The writing process is both individual and communal, as receiving constructive feedback and outside encouragement helps our drafts become finished manuscripts. Author Peri Chickering discusses how opening ourselves up to others can make us better writers.
I have just completed my first book. Given the seven-year journey it took to get from idea to completion, I am not sure I will ever write another. It was not the length of time or the multiple drafts that needed to be jettisoned which made me say this; it is simply the “eyes are now wide open” awareness of what it really takes to bring an idea percolating in consciousness all the way through to a finished product.
Like most things worth doing, there is a kind of naïveté when you first begin about how easy and blissful the journey will be. And then, when you actually get into learning how to do anything new, there are mostly big challenges to meet and obstacles to overcome. The capacity to persevere, at least for me, is only accessible if the inner urge is strong enough to overcome all the reasons to stop before the journey is complete.
Is it helpful to know a few things up front before you begin, which might prepare you for the journey ahead? Perhaps. And perhaps not. I say perhaps not because every person’s journey will be unique, as well as the challenges and obstacles to overcome. However, in case my own experience may assist others in at least being prepared for what may lie along your road, here are a few things I would share.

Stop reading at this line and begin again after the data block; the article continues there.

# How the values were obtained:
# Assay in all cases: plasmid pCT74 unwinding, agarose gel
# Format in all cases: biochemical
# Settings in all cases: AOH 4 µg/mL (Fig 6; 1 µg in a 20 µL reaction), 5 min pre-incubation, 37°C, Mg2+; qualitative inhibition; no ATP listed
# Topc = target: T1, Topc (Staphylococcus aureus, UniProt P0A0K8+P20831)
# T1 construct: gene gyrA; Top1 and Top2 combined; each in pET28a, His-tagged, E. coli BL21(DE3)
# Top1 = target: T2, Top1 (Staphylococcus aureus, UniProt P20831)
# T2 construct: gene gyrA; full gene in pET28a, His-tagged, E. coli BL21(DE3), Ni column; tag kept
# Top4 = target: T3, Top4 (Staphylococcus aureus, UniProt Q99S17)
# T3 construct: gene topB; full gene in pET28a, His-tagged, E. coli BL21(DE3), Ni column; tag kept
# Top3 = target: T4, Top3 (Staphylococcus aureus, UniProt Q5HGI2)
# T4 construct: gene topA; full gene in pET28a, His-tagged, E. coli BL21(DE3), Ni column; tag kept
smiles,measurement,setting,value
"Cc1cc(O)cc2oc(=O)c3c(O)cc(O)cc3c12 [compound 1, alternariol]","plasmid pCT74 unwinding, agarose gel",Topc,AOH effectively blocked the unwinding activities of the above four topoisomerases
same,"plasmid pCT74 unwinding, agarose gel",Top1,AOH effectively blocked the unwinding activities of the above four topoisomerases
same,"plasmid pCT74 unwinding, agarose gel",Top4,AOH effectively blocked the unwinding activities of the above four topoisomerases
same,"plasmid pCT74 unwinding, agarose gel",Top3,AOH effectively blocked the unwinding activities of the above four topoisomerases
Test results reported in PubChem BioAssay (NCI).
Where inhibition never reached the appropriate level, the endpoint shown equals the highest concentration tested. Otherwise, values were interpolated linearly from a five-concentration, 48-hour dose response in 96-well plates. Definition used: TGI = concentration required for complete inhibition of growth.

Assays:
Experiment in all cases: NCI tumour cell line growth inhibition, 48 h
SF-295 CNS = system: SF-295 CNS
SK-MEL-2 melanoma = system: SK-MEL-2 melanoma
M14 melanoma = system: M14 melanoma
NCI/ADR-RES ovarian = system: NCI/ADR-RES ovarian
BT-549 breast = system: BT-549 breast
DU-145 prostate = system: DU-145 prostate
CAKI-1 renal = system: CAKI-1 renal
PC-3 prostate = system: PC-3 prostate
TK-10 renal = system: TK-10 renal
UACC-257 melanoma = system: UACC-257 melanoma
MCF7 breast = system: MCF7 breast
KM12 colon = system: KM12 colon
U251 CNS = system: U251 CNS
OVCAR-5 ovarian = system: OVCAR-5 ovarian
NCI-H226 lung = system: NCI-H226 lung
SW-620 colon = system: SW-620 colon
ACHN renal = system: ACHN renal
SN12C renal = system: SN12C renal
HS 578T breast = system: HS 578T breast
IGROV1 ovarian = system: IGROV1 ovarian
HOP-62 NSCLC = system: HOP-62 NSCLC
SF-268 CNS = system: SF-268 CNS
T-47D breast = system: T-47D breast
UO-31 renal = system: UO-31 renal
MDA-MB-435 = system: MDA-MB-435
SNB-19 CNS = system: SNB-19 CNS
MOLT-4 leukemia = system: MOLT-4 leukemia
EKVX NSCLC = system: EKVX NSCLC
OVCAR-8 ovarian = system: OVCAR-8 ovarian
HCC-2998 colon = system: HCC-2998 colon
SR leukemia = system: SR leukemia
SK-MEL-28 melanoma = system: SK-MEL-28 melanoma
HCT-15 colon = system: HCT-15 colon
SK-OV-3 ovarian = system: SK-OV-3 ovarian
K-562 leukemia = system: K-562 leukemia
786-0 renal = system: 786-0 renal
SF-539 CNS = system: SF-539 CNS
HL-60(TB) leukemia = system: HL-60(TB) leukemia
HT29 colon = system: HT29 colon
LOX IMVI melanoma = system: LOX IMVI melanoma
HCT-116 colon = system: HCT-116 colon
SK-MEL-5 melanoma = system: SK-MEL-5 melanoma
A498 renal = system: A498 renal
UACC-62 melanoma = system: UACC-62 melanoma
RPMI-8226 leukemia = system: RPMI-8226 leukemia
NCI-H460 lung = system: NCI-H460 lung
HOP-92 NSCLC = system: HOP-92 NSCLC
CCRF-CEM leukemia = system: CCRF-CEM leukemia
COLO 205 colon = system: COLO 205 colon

It Takes a Village
One of the big paradoxes of writing that I had to become very comfortable with was the image of writing as a solo experience. Oddly, it is both an incredibly private and solo undertaking, and it requires deeply embracing the fact that you are ultimately not writing for yourself—you are writing for others. Although what you may have to share has personal roots and inspiration, the impact and meaning-making of others who will read the book also matters.
Once the manuscript is well on its way, there will be obvious village members like copyeditors, proofreaders, and book cover designers. There will be various challenges with these aspects of your “support team” for sure. However, the more daunting challenges come much earlier in the process when you are trying to land a workable structure and coherent organizing flow of stories and material. Having the courage to share drafts and chapters with people you can trust to give you clear and creative reactions is no small thing.
I shared the first draft of my book with my father, a well-known and successful writer, as well as a good friend. Both of them read the draft with meticulous care—all 290 pages. And they wrote very thoughtful reactions being sure to praise the many aspects of the draft that had merit and also essentially to say to me, “Nice try. You can do better!” In the words of my father, “The main problem I see is the fact that I count 72 key concepts. That is too many.”